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Spokane Humane Society scrambles to keep animals warm after power outage

UPDATED: Wed., Jan. 13, 2021

Spokane Humane Society employees work late to ensure all animals are warm amid Wednesday’s early morning windstorm.  (Courtesy photo)
Spokane Humane Society employees work late to ensure all animals are warm amid Wednesday’s early morning windstorm. (Courtesy photo)

When the staff of the Spokane Humane Society arrived at 7 a.m. Wednesday, the mercury plunged to 55 degrees due to a power outage caused by substantial and sustained wind wreaking havoc over the Inland Northwest.

Some dogs and cats were moved to PetSmart on Newport. A number of animals remain at the Spokane Humane Society.

“We have a small generator and space heaters,” Spokane Humane Society Executive Director Ed Boks said. “Every animal has his own Kuranda bed and blankets. We’re also hoping the animal’s body heat will help.”

It’s more than a three-dog night, a phrase that was once used to note when pioneers slept with a number of dogs to create warmth to prevent hypothermia, at the Spokane Humane Society.

Twenty-nine dogs, six cats and one bunny are spending the night in the shelter. Nine kittens and seven dogs are at PetSmart, where they are cared for by SHS staff. Nine dogs and one cat are in foster care. Some animals will move to Bark, A Rescue Pub, and to the Pet Emergency Clinic on Division Street.

“Our employees, foster care givers and volunteers are vital to everything we do every day, and that has never been more evident than it was today,” shelter manager Sheena Bryant said.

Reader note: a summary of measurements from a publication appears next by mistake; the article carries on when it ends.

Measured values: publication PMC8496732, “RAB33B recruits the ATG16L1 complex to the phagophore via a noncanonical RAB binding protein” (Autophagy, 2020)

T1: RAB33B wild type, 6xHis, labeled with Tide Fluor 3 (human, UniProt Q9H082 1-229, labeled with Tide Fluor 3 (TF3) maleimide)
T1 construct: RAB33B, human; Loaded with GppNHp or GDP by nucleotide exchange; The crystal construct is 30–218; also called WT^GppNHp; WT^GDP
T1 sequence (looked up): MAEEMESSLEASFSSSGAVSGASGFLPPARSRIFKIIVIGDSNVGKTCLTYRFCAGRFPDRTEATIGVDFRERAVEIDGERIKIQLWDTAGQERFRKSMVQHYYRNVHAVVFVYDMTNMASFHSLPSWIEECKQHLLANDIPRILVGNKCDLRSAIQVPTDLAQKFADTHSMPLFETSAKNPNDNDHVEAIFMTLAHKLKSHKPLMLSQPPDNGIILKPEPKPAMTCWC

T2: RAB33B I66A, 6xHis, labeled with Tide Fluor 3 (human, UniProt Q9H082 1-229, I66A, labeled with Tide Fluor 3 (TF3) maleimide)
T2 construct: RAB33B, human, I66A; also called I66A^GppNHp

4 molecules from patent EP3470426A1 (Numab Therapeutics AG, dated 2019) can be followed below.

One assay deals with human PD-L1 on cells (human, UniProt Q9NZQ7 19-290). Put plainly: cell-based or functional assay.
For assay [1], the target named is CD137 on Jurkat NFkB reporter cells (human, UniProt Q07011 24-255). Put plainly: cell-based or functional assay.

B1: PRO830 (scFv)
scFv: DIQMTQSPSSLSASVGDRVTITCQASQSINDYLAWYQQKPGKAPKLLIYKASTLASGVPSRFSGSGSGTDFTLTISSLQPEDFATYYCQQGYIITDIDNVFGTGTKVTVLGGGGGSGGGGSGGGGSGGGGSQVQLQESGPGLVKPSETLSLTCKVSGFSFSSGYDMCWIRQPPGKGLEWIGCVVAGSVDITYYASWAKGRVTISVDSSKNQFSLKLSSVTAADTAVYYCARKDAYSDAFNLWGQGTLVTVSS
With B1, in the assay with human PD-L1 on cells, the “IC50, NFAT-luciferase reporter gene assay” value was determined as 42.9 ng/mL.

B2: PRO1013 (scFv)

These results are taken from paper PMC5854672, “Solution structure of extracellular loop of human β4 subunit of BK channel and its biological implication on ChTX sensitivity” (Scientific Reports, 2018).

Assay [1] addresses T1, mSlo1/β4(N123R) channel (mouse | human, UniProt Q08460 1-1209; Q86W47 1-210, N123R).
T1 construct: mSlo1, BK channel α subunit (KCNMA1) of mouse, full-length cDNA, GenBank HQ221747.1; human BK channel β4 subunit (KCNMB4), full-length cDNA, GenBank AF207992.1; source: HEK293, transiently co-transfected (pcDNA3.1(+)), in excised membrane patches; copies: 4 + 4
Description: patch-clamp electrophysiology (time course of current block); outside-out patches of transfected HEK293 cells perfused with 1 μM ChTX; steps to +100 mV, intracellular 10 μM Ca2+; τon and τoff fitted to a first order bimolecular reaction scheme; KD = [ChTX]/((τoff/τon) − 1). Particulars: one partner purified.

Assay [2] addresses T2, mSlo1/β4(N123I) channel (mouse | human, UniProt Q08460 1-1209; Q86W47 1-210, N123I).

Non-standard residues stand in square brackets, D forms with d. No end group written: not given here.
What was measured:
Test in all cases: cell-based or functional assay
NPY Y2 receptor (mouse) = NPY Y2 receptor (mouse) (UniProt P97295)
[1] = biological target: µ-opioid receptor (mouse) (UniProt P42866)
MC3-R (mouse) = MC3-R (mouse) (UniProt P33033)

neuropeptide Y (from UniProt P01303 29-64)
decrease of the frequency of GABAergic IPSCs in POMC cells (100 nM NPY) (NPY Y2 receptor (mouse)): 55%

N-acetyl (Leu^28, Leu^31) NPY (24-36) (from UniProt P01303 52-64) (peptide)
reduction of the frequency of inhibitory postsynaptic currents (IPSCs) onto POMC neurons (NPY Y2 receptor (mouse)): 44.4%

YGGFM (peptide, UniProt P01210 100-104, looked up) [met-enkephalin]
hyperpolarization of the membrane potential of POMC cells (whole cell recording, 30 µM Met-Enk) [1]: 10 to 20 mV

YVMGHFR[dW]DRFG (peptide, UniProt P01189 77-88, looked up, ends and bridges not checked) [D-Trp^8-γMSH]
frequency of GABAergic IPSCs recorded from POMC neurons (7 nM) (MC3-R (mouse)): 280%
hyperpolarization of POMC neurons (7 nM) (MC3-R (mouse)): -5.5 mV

SHS hopes that someone will donate a gas-powered emergency generator with an automatic switch.

“That would be great, if possible, since when we lose power in the future, the switch will be seamless and we’ll have power for the animals,” Boks said. “Those generators go somewhere between $10,000 and $15,000.”

SHS also accepts donations to raise money for a generator. “We need a generator for the future and for now, since who knows how long power will be out,” Boks said.

Boks added that staffers will be monitoring the animals all night with battery-powered security cameras, and staff have volunteered to check in on the animals every hour or so all night.

According to the note Avista Utilities sent SHS, “Customers should be prepared for prolonged outages. Assessments may take 24 hours or more in some cases, due to the widespread damage.”

Avista has placed a priority on restoring power to SHS since it’s a veterinary hospital. However, estimated restoration times are unknown.

“It’s a concern for our senior animals and sick animals,” Boks said. “We’re going to do all that we can to do what’s best for the animals.”

Boks encourages anyone who is thinking about adopting an animal to visit Bark or PetSmart.

“That would help,” Boks said. “We would love anyone to adopt a pet, help with foster care or help us with our generator problem.”

According to Boks, tenured SHS employees noted that the facility has lost power on a couple of occasions over recent years.

“Power outages happen,” Boks said. “But we would like to prevent that in the future.”

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